Recently I bought the new iPad (or iPad 3). Partially as a treat to myself for getting things done ahead of time at Uni this year, and partly because I've wanted one for ages.

First off, the screen is awesome. Vibrant colours and a super high pixel count make apps and videos pop. The camera is great, although I don't really know what circumstances I'll actually use it for. Video calls have been good, audio is clear and the experience is great. However as Chris pointed out ( there are some things with it that are illogical. Though, as you can see in my comment there, it's adequate for me.

Throughout University I've been using a laptop as a means of working, social networking, reading, keeping up to date with news, and watching on demand TV. Despite it being a laptop however, I find it a little restrictive in its mobility. It's hassle for me to unplug it (even with magsafe) and take it downstairs to watch something on the sofa. It also gets a bit repetitive using the same machine for almost everything I do involving a screen (other than Xbox). The iPad has changed how I use the internet.

Social Networks

I'm a big fan of social networking. I use it quite regularly, perhaps too much. For me it's a great means of catching up with how people are and organising things with them like going to the pub. The apps available on the iPad are honestly some of the best apps I've used. Now that my two main apps have been updated to the 'Retina' display the images are far sharper and the experience is made better through this. I've used a variety of different devices with notification systems; Windows Phone 7 with Live tiles, BlackBerry with it's BlackBerry style stuff, and now iOS.

The notification customisation on iOS is great. It reminds me of the BlackBerry in that respect. They're quick to happen, quite often beating a browser Facebook chat for notifications - impressive. Being able to see a large majority of updates in one place is great. But there are a few issues that may be changeable in the future. I mostly think of my chats on Facebook to be private. Much like my text messages. However, the Facebook application seems to publicly display these notifications on the lock screen. Though thanks to the lock no-one but me can respond, the messages can still be read. But that's barely an annoyance, because generally where I use it most (the house) I'm around people that I trust. The internet doesn't sleep, and almost sadly it's expectant of prompt responses, unlike past times where it would be through email life seems to have changed to instant - more on that for another post.

By flicking through Facebook or Twitter the experience changes. On my Lumia it's great. The People hub on Windows Phone is one of my favourite things. Being able to see a summary of everything up to date in one place is great and saves me a lot of procrastination time. On a computer it's a little more laborious but almost a richer experience than that on a mobile phone. But it's almost less interactive. Keyboard and mouse interaction seems to be old hat, though I'm still a fan of the Mac's touchpad and multi-touch gestures. The iPad, or I guess any slate/tablet device is a mid-way device. Not quite a phone, not quite a laptop, but still as useable and convenient as both, for me. There's something about flicking across to pull up a menu that just isn't quite repeated on Windows Phone or on a computer.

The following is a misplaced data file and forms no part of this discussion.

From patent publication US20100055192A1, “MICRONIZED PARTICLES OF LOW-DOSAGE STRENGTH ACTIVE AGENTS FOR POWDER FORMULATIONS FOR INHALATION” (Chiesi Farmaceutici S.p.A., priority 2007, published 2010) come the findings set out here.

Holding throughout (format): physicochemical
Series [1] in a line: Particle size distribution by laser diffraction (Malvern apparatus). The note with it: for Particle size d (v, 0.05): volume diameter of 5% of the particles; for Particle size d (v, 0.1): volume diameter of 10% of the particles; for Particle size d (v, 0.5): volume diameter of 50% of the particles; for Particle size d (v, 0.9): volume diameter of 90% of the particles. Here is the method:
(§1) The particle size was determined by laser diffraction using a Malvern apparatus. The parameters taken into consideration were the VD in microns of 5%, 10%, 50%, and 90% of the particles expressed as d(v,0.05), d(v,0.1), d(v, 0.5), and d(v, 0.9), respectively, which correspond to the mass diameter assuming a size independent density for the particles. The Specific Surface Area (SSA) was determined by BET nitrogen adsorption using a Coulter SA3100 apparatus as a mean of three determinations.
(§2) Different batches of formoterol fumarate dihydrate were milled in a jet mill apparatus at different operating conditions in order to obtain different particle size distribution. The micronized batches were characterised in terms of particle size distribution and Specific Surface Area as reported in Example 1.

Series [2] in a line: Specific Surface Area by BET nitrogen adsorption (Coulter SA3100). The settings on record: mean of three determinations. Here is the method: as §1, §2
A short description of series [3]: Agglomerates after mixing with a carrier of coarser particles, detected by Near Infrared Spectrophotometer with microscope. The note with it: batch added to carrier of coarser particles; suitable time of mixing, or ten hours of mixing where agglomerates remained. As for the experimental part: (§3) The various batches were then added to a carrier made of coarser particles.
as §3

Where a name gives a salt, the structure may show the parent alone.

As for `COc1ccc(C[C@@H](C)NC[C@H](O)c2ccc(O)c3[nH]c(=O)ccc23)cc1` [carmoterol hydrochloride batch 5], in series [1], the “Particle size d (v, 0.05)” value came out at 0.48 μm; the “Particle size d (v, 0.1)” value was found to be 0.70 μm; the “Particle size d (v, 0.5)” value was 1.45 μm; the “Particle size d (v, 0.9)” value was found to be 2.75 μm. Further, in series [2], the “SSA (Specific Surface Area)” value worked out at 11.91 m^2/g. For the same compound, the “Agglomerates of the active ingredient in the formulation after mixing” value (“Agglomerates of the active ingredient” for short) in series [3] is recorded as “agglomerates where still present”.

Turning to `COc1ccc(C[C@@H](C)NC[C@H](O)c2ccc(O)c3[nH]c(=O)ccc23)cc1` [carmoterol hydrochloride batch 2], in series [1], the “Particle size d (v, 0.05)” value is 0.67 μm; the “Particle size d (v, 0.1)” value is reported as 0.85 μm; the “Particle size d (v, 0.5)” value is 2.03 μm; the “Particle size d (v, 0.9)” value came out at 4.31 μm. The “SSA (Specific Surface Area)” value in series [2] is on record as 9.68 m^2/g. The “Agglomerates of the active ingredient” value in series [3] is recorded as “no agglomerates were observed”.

I spend a lot of time browsing the web. Looking at news, articles, pictures, and videos as well as to chat to people I know. A trackpad and Apple's 'Natural Scroll' are a normal means of navigating. But through the use of a touch screen device in your hand, like a mobile phone or tablet the experience changes. Tapping a picture to zoom, and using swiping gestures to navigate around a page is great. Especially with the modern web development techniques out there designed to take advantage of these capabilities. Being able to zoom in to focus on the article text rather than seeing the whole site really means you can narrow down and read what interests you. By far the most satisfying aspect of this is being able to do this in the palm of your hand, meaning it could be on a bus, train, or sofa. Meaning I can relax with a story online, or watch a video and get involved in discussions without sitting at a desk. I can do some research on papers and areas of interest too with a refreshed experience.


I never really saw a clear difference in viewing multimedia on these devices. Normally I'll sit down and watch TV or a film. But that'll be restricted to where the TV or computer is. It's effort to unplug and move a TV, and even a laptop at times - especially if I have a mouse, network cable and other things plugged in. But with a phone or tablet it's easy to unplug it if it's charging, or just pick it up and take it to where you want to be. Having it in your lap makes it effortless to pause, change volume and watch. As well as being convenient to have wherever you want it. It can add a social element to watching programmes too. Just chatting to a friend watching the same thing, or engaging with the masses following a trend. In addition well as being a great sharp screen.

It's certainly changing how I use and view things on the web. What about you? Do you have a tablet device? Want one, or against getting one? Feel free to sound off.